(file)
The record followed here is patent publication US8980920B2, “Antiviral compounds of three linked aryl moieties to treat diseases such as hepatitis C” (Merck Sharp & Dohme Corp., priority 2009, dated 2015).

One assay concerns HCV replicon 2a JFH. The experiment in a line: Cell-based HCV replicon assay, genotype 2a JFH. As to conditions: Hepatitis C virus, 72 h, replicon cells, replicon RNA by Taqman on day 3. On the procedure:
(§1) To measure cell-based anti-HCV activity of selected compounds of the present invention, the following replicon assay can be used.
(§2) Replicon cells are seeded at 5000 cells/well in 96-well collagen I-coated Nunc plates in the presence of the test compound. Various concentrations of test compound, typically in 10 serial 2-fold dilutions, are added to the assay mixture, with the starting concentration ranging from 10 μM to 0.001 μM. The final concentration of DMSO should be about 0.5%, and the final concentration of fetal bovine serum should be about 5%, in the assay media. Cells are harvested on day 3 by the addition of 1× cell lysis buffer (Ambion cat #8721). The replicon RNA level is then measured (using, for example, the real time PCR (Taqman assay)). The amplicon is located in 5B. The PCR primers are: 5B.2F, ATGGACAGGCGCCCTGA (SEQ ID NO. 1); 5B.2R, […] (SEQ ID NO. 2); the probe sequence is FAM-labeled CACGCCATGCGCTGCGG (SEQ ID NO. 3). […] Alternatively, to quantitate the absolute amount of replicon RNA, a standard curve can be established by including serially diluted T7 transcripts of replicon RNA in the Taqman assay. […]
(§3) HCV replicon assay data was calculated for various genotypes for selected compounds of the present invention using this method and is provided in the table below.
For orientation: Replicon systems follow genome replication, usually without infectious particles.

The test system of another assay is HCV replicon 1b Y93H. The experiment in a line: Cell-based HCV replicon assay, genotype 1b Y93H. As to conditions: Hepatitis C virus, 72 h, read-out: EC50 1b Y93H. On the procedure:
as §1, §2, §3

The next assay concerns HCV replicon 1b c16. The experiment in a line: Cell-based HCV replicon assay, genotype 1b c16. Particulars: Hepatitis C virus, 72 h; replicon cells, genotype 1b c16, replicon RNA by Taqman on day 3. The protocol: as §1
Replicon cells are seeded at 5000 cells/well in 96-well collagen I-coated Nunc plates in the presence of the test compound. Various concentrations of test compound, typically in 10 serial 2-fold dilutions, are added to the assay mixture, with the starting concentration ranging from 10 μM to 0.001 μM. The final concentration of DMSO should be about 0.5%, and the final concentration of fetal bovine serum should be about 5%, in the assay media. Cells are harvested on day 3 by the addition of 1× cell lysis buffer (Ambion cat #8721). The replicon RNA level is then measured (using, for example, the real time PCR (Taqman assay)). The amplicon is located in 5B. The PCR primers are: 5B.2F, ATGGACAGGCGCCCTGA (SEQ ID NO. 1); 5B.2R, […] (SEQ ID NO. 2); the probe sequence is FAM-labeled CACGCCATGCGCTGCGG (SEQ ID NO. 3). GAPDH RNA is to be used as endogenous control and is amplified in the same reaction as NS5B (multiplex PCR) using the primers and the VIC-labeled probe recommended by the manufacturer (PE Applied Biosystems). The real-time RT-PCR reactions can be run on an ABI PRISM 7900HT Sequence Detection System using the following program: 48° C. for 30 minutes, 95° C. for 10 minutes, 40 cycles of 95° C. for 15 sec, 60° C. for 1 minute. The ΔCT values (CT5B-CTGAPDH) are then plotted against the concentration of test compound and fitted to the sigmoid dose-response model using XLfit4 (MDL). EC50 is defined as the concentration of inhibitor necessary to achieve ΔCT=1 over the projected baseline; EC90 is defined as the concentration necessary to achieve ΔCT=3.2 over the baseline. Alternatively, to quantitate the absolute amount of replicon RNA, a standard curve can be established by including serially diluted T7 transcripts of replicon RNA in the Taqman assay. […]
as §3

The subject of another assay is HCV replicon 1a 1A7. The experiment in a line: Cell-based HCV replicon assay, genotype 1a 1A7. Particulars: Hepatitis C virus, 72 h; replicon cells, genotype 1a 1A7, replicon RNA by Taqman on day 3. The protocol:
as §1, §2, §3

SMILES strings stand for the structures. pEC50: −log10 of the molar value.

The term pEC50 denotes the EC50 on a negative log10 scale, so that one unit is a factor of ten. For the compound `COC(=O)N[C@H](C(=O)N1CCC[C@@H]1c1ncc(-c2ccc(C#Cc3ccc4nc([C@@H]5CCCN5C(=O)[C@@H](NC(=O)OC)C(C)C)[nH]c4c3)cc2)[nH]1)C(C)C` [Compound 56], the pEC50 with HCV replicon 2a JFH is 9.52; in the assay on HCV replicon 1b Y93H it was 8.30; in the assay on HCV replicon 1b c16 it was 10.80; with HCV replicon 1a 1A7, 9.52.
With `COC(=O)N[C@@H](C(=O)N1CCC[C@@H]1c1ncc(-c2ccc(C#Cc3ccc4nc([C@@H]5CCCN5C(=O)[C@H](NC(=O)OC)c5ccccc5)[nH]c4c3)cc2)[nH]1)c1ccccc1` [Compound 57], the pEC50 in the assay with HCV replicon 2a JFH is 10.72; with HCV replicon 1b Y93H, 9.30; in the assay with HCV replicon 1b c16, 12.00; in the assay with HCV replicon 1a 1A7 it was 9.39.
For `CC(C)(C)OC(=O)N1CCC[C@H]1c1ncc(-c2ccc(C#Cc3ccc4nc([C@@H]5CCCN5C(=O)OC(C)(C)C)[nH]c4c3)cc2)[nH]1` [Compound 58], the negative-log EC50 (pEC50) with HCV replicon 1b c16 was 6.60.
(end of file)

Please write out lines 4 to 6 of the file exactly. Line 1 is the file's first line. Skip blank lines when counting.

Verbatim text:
(§2) Replicon cells are seeded at 5000 cells/well in 96-well collagen I-coated Nunc plates in the presence of the test compound. Various concentrations of test compound, typically in 10 serial 2-fold dilutions, are added to the assay mixture, with the starting concentration ranging from 10 μM to 0.001 μM. The final concentration of DMSO should be about 0.5%, and the final concentration of fetal bovine serum should be about 5%, in the assay media. Cells are harvested on day 3 by the addition of 1× cell lysis buffer (Ambion cat #8721). The replicon RNA level is then measured (using, for example, the real time PCR (Taqman assay)). The amplicon is located in 5B. The PCR primers are: 5B.2F, ATGGACAGGCGCCCTGA (SEQ ID NO. 1); 5B.2R, […] (SEQ ID NO. 2); the probe sequence is FAM-labeled CACGCCATGCGCTGCGG (SEQ ID NO. 3). […] Alternatively, to quantitate the absolute amount of replicon RNA, a standard curve can be established by including serially diluted T7 transcripts of replicon RNA in the Taqman assay. […]
(§3) HCV replicon assay data was calculated for various genotypes for selected compounds of the present invention using this method and is provided in the table below.
For orientation: Replicon systems follow genome replication, usually without infectious particles.